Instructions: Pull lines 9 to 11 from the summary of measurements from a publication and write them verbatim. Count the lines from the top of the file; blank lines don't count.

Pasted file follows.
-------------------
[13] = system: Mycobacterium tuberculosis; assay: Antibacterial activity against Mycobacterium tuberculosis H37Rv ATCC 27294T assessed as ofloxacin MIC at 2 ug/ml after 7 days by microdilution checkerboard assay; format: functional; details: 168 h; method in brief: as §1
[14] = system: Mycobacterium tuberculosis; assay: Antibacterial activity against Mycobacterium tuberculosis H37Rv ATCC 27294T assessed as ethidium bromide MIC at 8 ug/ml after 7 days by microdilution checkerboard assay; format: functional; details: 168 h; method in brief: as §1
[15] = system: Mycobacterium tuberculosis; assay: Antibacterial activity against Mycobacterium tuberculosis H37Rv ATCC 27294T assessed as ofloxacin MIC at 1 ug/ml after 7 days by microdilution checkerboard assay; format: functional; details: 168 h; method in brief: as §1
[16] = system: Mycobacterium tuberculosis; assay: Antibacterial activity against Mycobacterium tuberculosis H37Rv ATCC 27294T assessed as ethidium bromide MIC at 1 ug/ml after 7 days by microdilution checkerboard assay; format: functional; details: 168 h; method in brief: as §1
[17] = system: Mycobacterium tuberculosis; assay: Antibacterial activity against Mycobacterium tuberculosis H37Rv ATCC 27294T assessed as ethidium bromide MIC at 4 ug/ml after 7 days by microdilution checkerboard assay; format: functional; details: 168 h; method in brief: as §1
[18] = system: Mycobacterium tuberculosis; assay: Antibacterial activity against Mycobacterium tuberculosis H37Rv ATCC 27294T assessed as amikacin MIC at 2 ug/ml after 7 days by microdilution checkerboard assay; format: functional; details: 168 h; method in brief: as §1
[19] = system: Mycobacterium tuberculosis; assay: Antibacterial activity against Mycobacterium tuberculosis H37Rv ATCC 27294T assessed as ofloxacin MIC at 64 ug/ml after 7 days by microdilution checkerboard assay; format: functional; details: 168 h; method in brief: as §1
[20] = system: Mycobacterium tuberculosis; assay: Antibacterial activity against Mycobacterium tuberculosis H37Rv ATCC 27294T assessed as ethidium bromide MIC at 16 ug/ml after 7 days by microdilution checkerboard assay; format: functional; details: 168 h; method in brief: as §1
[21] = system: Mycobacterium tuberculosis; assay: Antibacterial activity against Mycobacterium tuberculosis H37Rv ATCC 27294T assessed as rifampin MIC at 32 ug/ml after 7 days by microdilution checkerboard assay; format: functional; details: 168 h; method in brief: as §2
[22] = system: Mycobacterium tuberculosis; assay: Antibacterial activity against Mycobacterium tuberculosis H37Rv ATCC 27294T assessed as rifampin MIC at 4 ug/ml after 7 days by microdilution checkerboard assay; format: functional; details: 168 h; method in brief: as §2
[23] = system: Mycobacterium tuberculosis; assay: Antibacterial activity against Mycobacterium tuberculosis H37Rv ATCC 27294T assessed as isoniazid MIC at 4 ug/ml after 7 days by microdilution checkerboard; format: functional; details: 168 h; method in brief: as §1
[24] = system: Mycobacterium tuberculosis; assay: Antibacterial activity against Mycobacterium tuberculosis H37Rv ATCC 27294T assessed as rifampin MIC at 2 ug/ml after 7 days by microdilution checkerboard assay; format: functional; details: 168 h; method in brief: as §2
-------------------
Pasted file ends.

[21] = system: Mycobacterium tuberculosis; assay: Antibacterial activity against Mycobacterium tuberculosis H37Rv ATCC 27294T assessed as rifampin MIC at 32 ug/ml after 7 days by microdilution checkerboard assay; format: functional; details: 168 h; method in brief: as §2
[22] = system: Mycobacterium tuberculosis; assay: Antibacterial activity against Mycobacterium tuberculosis H37Rv ATCC 27294T assessed as rifampin MIC at 4 ug/ml after 7 days by microdilution checkerboard assay; format: functional; details: 168 h; method in brief: as §2
[23] = system: Mycobacterium tuberculosis; assay: Antibacterial activity against Mycobacterium tuberculosis H37Rv ATCC 27294T assessed as isoniazid MIC at 4 ug/ml after 7 days by microdilution checkerboard; format: functional; details: 168 h; method in brief: as §1